Many butterfly species exhibit a strong sense of territoriality, and not only toward their own species. An angry butterfly protecting its territory may pursue another butterfly farther than a quarter of a mile before satisfying itself that its particular flower patch is finally secure. Some particularly pugnacious species, such as the pearl crescent and the American copper, dart out after anyone or anything that ventures into their turf – and that includes man or dog. Ever been escorted off the premises by a butterfly?

Some butterflies even engage in aerial wrestling matches. At times, several buckeyes will rise into the air simultaneously while attempting to batter one another back to earth. Ofttimes these battles result in shredded wings, lost legs, and broken antennae – regular butterfly battery. While they’re fighting, these contestants emit a series of sharp clicks that are audible more than 100 feet away. These are not cries (butterflies do not have voices), but rather a sound that is made by snapping two body segments together while the butterfly is moving its wings.

Not all butterfly duets are territorial in nature. Mourning cloaks, white butterflies, and sulphur butterflies sometimes engage in spectacular spiral flights. Such rituals begin close to the ground as one butterfly begins circling around the other. Then both butterflies start spiraling around each other as they soar up into the air – sometimes as high as 60 feet. Then, as though at a signal, one butterfly drops like a rock while the other gradually drifts down on the breeze.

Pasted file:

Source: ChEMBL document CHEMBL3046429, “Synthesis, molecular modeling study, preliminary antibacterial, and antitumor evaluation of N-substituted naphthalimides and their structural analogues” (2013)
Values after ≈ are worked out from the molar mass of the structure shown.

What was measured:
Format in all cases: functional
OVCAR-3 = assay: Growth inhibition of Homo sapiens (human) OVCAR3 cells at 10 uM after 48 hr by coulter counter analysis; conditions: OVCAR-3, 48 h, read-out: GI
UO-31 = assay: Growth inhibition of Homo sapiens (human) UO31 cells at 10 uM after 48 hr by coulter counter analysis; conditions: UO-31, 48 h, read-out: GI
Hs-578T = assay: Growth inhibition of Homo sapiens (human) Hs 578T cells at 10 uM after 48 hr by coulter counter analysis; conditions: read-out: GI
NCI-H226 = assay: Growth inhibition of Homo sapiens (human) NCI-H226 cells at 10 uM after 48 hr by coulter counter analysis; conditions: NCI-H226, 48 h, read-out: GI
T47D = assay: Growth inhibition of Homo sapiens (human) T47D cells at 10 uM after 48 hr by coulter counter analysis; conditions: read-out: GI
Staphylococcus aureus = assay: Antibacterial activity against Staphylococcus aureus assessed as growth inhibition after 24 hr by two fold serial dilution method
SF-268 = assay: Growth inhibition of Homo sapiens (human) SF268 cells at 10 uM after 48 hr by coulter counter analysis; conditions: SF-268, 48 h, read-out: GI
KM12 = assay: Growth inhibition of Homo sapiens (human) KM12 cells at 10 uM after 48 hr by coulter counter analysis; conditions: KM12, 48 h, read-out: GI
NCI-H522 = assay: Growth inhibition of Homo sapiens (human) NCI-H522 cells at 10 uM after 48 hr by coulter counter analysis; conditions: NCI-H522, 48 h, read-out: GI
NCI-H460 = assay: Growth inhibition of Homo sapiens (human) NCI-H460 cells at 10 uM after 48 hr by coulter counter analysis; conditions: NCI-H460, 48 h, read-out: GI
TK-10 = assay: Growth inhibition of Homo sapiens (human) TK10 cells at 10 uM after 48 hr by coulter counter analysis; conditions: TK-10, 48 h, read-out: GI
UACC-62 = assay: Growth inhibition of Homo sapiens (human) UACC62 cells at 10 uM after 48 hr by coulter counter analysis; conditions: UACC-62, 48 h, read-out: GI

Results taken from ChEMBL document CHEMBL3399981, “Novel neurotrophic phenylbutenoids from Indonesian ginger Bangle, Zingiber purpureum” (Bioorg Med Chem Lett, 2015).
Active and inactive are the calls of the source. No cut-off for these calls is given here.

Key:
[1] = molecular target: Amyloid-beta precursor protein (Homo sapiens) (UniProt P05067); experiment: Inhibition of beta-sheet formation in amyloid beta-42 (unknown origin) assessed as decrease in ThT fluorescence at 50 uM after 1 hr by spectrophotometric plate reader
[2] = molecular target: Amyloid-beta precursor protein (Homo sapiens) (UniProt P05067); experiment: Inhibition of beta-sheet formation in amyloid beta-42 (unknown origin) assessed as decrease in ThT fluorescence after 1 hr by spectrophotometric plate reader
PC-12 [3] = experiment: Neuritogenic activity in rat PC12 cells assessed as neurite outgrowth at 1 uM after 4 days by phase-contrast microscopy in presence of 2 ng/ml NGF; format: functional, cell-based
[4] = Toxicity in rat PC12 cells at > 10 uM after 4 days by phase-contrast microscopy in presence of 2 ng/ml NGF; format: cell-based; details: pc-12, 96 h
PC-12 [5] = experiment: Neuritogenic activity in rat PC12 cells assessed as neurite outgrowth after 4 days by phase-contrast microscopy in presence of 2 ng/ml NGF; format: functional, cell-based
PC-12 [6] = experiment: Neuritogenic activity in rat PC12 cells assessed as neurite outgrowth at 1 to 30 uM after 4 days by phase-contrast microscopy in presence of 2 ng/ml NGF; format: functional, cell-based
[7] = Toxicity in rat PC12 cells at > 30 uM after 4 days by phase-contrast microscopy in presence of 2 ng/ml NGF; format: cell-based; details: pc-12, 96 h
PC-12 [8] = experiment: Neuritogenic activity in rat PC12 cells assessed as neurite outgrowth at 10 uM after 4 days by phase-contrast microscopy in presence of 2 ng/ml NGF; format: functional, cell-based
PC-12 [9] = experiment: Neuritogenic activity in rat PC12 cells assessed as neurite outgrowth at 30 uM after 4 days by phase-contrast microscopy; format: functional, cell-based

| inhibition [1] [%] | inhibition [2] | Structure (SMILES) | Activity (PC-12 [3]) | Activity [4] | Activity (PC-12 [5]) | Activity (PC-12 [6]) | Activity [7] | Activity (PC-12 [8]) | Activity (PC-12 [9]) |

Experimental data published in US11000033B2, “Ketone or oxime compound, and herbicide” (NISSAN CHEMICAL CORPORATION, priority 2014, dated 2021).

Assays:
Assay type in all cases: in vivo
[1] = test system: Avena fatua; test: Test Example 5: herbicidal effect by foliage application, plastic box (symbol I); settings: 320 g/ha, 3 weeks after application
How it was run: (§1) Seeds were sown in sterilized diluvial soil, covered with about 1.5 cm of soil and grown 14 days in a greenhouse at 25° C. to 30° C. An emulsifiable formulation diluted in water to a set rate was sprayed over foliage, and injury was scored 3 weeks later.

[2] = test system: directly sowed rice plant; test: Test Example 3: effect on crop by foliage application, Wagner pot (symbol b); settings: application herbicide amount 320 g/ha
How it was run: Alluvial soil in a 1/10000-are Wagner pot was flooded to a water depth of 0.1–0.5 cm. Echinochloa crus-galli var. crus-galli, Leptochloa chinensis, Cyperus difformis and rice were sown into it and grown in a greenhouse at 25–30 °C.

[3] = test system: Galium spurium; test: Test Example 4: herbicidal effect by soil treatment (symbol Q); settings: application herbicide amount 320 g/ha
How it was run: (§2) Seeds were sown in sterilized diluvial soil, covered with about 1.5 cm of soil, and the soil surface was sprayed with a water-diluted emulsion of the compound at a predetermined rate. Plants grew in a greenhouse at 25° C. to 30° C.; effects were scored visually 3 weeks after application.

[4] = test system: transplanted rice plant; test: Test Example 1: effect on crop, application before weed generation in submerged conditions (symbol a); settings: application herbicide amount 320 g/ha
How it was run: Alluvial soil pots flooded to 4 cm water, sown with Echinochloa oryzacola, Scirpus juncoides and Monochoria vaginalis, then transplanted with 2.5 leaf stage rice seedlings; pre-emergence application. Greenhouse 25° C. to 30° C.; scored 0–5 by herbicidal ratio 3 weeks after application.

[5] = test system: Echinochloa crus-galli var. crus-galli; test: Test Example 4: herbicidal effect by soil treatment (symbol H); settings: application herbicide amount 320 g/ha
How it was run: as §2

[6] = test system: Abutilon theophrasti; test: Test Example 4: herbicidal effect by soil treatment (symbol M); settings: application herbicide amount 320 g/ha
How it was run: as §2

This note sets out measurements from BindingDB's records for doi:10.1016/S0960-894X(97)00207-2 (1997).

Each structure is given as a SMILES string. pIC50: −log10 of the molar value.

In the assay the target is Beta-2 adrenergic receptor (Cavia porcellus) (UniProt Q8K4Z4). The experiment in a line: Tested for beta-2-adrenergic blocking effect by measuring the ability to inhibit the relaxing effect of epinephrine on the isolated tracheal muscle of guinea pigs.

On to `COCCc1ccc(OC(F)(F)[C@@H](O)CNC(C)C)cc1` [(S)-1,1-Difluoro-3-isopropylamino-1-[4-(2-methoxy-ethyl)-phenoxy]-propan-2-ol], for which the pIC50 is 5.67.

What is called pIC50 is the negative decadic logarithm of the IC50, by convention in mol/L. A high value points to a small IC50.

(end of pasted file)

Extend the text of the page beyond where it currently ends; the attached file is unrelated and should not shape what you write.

Courtship, you say? Not at all. Unromantic lepidopterists insist that this dance takes place when an already bred female tries to discourage the unwanted attentions of a male. He may have love on his mind, but she’s more interested in finding an appropriate site to lay her eggs.

During this season in which we worry more about keeping cool than keeping warm, we need to remember that butterflies are basically ectothermic (cold-blooded) animals. Yet some species exhibit a behavior that allows them to function in the chilly air of early spring. These butterflies shiver to warm themselves.

Just as an airplane warms up its engine before taxiing down the runway, so a butterfly must rev up its engine before it can take off on a cool morning. Mourning cloaks, red admirals, and Milbert’s tortoiseshells – three fairly common butterfly species – are able to raise their body temperatures 35 to 45 degrees above that of the surrounding air.

The warming process begins the previous autumn. After emerging from the chrysalis these butterflies feed heavily on nectar and tree sap, transforming the sugars into fat reserves – butterfly fat, if you will. Then they search out a cozy protected nook where they sleep over the winter.

When spring arrives the sun’s heat is slow to reach those hidden crannies; so, the butterfly must make its way to the sun. These so-called warmblooded butterflies shiver vigorously. It takes them only a few minutes to raise their body temperatures enough to crawl out onto a sun-drenched branch or ledge and let Old Sol take care of the rest. As we swelter beneath the midsummer heat of the desert sun, it’s comforting to think of having to shiver to keep warm.

FMC787